Blow to National Assembly as High Court suspends move to deny counties share of Roads Maintenance Levy Fund

Ongoing construction of Kenol- Sagana - Marwa highway. [Mose Sammy, Standard]

The High Court has issued a conservatory order suspending the decision by the National Assembly not giving recognition to County Governments to be considered as beneficiaries of Roads Maintenance Levy Fund in the financial years 2024-2025 and 2025-2026.

Issa Chamao, Patrick Ekirapa, Paul Kirui, International Legal Consultancy Group and Council of Governors are listed as petitioners in a court case challenging the constitutionality of a decision made on September 28 this year by the National Assembly to remove County Governments as beneficiaries of the Road Maintenance Levy Fund.

Justice Lawrence Mugambi sitting at the Milimani Law Courts in Nairobi certified the matter as urgent after perusing the notice of motion dated November 16 this year together with the certificate of urgency of the same date and the sworn affidavit by the Council of Governors CEO Mary Mwiti and Issa Chamao who is listed as the first petitioner in the case.

“Pending the hearing and determination of this application, a conservatory order is hereby issued suspending the decision of the National Assembly on September 28, 2023 not giving recognition to County Governments to be considered as beneficiaries of the Roads Maintenance Levy Fund in the financial years 2024-2025 and 2025-2026,” said Mugambi.

 The Judge gave 14 days for the application to be served, with responses to be filed and served 14 days thereafter with leave granted to the petitioners to file and serve a rejoinder within 14 days from the date of receipt of responses with the matter set up for mentioning on January 17, 2024 for further directions.

The National Assembly of Kenya, Kenya Roads Board, Cabinet Secretary for the National Treasury, Cabinet Secretary for Roads, the Ministry of Roads, Kenya Urban Roads Authority and Attorney General are listed as respondents while the Commission on Revenue Allocation, the Senate of Kenya and Intergovernmental Relations Technical Committee are listed as interested parties in the court case.

Advocate Peter Wanyama representing the five petitioners told the court that to fully implement the constitutional objectives of devolution, it was required that the national government amend the Kenya Roads Board Act 1999 to provide for the maintenance of county roads from the Roads Maintenance Levy Fund.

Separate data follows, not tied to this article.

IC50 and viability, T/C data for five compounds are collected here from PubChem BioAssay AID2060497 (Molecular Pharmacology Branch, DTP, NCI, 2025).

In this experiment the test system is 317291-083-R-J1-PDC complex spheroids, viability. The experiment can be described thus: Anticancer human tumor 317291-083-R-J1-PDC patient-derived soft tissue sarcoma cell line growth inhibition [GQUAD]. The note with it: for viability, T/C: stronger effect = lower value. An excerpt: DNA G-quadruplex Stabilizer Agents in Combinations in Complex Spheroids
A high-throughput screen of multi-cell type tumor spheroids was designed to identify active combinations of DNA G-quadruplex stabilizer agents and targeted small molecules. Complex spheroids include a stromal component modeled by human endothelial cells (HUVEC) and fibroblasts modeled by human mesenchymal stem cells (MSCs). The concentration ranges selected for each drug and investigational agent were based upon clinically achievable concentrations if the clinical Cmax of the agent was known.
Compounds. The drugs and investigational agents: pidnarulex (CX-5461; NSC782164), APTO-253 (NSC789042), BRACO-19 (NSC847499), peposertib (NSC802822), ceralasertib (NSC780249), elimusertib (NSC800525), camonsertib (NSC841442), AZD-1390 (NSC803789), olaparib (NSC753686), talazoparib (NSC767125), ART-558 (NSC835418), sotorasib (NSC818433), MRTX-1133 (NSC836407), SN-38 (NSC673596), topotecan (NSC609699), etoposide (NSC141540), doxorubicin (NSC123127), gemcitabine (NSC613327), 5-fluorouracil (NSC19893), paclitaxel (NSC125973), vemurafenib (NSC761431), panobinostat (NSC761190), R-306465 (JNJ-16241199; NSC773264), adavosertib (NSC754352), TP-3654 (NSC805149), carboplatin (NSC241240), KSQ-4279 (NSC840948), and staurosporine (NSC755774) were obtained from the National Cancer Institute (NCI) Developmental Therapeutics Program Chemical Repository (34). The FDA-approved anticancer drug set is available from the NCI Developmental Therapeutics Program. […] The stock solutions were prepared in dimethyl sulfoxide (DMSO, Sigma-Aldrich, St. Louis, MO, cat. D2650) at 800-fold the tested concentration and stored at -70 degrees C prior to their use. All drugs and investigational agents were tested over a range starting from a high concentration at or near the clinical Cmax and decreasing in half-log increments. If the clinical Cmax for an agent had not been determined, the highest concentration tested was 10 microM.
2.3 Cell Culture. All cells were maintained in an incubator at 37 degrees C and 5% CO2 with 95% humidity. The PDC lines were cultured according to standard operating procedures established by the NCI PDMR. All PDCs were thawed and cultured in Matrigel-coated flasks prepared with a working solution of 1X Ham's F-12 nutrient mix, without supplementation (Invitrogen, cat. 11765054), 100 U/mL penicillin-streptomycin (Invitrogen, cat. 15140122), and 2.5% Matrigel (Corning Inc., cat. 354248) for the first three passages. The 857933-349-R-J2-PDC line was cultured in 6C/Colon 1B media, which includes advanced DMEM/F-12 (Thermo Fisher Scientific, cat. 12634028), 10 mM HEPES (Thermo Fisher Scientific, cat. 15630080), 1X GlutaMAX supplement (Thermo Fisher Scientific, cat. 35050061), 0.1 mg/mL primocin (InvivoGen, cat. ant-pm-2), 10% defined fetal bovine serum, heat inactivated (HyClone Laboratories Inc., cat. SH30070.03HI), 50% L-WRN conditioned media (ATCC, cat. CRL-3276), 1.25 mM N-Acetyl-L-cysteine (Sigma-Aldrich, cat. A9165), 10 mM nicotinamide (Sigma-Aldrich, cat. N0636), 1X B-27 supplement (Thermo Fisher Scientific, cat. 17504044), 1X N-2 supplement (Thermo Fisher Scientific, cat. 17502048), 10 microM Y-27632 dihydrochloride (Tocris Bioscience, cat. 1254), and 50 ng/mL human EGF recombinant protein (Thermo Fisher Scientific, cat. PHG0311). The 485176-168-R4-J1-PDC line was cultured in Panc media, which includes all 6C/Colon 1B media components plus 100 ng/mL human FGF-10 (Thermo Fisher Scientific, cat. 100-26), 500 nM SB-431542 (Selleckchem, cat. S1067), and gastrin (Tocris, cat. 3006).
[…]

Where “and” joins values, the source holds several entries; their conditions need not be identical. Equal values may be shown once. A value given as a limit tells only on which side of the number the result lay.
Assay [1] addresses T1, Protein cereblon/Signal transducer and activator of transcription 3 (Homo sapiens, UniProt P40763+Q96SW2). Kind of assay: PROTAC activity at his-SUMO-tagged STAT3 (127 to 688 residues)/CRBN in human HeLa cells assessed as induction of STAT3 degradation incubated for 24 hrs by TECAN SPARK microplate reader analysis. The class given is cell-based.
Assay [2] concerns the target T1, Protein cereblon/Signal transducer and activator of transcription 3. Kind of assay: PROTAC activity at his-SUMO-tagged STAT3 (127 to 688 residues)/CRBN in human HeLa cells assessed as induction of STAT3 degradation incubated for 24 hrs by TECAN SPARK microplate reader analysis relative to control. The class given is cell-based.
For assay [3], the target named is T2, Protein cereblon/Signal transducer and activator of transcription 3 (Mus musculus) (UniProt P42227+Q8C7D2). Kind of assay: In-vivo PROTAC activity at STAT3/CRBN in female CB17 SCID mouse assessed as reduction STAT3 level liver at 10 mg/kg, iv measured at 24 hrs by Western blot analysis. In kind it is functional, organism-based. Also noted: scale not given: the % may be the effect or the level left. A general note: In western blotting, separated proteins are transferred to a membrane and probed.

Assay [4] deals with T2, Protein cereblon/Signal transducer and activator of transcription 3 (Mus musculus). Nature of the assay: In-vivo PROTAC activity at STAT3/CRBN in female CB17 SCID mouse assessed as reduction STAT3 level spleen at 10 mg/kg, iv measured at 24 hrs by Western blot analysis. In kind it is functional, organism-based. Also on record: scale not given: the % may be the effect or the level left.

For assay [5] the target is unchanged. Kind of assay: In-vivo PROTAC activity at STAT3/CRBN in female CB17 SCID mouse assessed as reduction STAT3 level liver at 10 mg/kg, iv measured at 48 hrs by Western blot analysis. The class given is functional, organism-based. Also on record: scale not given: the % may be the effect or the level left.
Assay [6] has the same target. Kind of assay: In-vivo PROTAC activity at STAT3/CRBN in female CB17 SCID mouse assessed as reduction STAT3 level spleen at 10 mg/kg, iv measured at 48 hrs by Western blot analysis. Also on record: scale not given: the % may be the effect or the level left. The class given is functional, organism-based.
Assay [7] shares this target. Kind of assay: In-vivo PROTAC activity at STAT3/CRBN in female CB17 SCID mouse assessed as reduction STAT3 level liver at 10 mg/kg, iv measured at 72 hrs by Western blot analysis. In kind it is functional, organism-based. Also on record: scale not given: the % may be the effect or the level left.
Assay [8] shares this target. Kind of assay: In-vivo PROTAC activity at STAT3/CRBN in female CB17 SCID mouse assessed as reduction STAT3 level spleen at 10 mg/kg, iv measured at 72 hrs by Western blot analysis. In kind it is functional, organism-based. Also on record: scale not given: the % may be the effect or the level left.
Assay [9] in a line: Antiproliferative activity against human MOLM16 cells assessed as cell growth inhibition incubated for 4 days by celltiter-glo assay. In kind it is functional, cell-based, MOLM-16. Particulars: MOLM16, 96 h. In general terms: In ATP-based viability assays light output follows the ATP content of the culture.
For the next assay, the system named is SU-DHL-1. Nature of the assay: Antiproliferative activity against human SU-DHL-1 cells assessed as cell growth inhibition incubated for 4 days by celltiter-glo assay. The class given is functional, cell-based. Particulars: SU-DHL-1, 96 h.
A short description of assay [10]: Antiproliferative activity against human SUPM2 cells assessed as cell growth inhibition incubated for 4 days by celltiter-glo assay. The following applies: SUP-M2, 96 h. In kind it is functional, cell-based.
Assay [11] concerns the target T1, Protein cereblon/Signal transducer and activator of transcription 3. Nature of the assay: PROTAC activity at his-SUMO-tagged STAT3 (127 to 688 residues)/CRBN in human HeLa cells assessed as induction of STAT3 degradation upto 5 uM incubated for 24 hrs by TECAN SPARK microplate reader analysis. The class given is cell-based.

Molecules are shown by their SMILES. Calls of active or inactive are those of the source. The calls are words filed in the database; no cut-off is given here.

“Moreover, it was imperative to appropriately amend the provisions of the Kenya Roads Act 2007 to provide for an institutional framework that supports the constitutional classification of roads being national trunk roads and county roads,” Wanyama told the court.

The Advocate told the court that the Kenya Roads Act 2007 is not aligned with the 2010 Constitution with both the Kenya Urban Roads Authority and the Kenya Rural Roads Authority continue to exist and have taken over the functions of the county relating to County roads contrary to the provisions of section 18 of Part 1 of the Fourth Schedule of the Constitution.

Wanyama told the court despite existence of the Kenya Urban Roads Authority and the Kenya Rural Roads Authority in the devolution space, county governments have numerously pushed for funds from the Road Maintenance Levy Fund to maintain roads in the 2013-2022 financial years, they received funds in the form of conditional grants and sometimes through the equitable share to maintain roads.

He further informed the court that up to the financial year 2022-2023 financial year, County Governments have so far received Sh 50 billion from the Road Maintenance Levy Fund to maintain County Roads-which are recognized in the 2010 Constitution.

“In a meeting held in Naivasha on February 11 this year the National & County Government Coordinating Summit that comprises the President and all the 47 County Governors -passed a resolution that County Governments should receive funds from the Road Maintenance Levy for the 2024/2025 financial year- as conditional grants,” Wanyama told the court.

 The Advocate told the Court that in a sudden decision made on September 28 this year, the National Assembly- citing section 6 of the draconian Kenya Roads Board Act 1999, unilaterally decided to remove County Governments as beneficiaries of funds of the Road Maintenance Levy Fund in the financial year 2024-2025 and 2025/2026.

Wanyama told the court that the decision made on September 28 this year by the National Assembly has far-reaching implications on the financing of the devolved government system, moreover, the same was made without public participation or concurrence of the Senate of Kenya.

The five petitioners in the case asserted that the said decision made by the National Assembly is illegal and unconstitutional, specifically undermining the mandatory constitutional objectives of the devolved system and the functions of county governments in the transport sector.

“It is important that this Court urgently determines the constitutionality of the decision of the National Assembly of 28th September 2023 not to recognize county governments as beneficiaries of the Road Maintenance Levy Fund in the financial year 2024-2025 and 2025/2026,” Wanyama told the court.

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